With the extensive devastation caused by bushfires across Australia, including New South Wales, Victoria, Queensland & South Australia, we have been receiving a number of queries from clients regarding their rights and obligations in these circumstances.
Where a business cannot operate due to circumstances out of its control (such as a bushfire or other natural disaster) the Fair Work Act 2009 (FW Act) allows employers to “stand down” permanent employees, ie require them to not attend work. There is no obligation to pay employees during a period of stand down under the FW Act (although an employer may choose to pay employees if they wish). Stand downs can only be used where there is no useful work that an employee can be given to do.
Modern awards, enterprise agreements and employment contract can also contain provisions dealing with stand downs so it is important that employers check these instruments too.
For casual employees, given the casual nature of their employment, they do not need to be stood down: they can just be told that they are not required to work on a particular day if the employer cannot operate due to the circumstances of a bushfire or other natural disaster.
Where a permanent employee is not covered by a modern award or enterprise agreement, an employer can require them to take annual leave where the requirement is reasonable.
Whether it is reasonable to require an employee to take annual leave in the circumstances of a bushfire or other natural disaster will depend on the circumstances of each case (including how leave the employee has accrued, etc).
If an employee is covered by a modern award or enterprise agreement, an employee can only be required to take annual leave in circumstances provided for in the award or agreement.
In any event, employers and employees are entitled to agree between themselves that annual leave will be taken in the circumstances of a bushfire or other natural disaster. Some employees may prefer to take paid annual leave rather than be on a period of unpaid stand down.
The FW Act allows for permanent employees to take paid personal/carer’s leave to care for a member of their immediate family or household who requires care due to an illness or injury or because of an unexpected emergency. If therefore, an employee needs to assist a member of their family or household because of a bushfire or other natural disaster, they will be able to use paid personal/carer’s leave for this purpose.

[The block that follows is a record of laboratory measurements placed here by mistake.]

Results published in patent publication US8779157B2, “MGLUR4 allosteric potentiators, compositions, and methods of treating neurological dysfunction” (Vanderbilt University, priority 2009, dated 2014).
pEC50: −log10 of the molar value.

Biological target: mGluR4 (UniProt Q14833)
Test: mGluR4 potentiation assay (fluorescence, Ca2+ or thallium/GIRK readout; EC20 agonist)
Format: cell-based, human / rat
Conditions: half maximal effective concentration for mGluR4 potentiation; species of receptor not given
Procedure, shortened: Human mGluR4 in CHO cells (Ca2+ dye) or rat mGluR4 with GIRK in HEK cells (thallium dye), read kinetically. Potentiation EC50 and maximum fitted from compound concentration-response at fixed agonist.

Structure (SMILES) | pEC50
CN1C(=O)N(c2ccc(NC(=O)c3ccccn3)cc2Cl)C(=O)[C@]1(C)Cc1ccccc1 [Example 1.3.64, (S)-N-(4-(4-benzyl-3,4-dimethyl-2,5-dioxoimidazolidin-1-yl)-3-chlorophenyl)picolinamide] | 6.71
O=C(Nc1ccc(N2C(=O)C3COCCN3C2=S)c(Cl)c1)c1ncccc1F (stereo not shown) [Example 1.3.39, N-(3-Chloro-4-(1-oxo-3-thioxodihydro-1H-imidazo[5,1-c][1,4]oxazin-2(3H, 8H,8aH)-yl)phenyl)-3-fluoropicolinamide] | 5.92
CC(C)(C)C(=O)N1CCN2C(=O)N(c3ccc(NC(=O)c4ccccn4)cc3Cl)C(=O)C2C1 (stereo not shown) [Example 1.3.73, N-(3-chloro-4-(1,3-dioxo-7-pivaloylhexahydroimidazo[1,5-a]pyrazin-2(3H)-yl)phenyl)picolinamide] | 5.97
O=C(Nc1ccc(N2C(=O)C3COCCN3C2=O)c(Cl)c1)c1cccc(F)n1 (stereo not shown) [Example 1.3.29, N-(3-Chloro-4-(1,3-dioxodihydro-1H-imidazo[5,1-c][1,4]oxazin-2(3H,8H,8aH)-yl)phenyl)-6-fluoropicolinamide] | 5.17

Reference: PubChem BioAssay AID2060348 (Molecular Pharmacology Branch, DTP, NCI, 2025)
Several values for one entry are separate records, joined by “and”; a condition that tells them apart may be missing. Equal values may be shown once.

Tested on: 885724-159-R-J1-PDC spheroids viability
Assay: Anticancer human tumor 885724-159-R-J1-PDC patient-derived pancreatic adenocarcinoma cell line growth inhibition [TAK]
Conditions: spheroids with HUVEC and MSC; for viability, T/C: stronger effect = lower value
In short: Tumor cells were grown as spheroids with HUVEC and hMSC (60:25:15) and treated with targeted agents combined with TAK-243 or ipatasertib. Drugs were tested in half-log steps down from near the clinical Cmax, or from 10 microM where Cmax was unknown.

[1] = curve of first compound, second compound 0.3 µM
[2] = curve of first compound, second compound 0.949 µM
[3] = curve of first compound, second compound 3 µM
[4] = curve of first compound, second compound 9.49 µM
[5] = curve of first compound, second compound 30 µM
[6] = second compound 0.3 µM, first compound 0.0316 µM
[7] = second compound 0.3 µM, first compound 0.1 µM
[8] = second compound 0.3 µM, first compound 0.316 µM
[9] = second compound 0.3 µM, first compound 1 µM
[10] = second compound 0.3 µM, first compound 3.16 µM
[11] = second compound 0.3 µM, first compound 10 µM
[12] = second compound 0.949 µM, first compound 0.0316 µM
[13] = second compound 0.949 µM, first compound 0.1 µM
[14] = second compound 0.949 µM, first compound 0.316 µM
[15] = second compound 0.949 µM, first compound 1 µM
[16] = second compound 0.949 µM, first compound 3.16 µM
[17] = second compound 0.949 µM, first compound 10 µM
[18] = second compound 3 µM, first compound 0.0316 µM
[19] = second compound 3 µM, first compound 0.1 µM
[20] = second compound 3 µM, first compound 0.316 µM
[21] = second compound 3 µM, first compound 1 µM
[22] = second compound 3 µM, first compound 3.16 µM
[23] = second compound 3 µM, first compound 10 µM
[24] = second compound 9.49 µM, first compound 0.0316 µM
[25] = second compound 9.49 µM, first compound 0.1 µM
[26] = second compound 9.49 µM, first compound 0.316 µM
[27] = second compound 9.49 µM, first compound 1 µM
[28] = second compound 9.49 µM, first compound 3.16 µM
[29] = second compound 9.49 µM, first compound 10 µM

This is also likely to cover situations where an employee needs to take time off work to take care of a child because that child’s school or day-care is closed due to bushfires or other natural disasters.
Permanent employees who have exhausted their paid personal/carer’s leave entitlement (and casual employees) are also entitled to take unpaid carer’s leave in these circumstances.
An employer is allowed to require employees to provide evidence of the need to take personal/carer’s leave in these circumstances.
Community service leave
Employees are entitled to take unpaid community service leave where they are members of a recognised emergency management body (such as volunteer firefighters) and need to take leave for certain emergency management activities. Awards and agreements may also contain additional provisions in relation to community service leave. Although there is no obligation to pay employees for taking such leave, employers may choose to do so. The Government is also introducing new laws to allow volunteer firefighters to receive government-funded compensation for loss of earnings in some States. See here in respect of NSW.
Employer’s general duty of care
Employers have a duty of care to all employees, including an obligation to provide them with a safe place of work. If an employee is likely to be put at risk by attending work when there is a bushfire or other natural disaster, employers should think very carefully before making any such demand of the employee.
Working from home or from other sites
Employers should also consider whether it is possible to allow employees to work from home or from other work-sites when it is unsafe for them to attend work due to a bushfire or other natural disaster.
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This article was originally published on 12 November 2019 and has been updated to reflect the needs of Australians during this national disaster.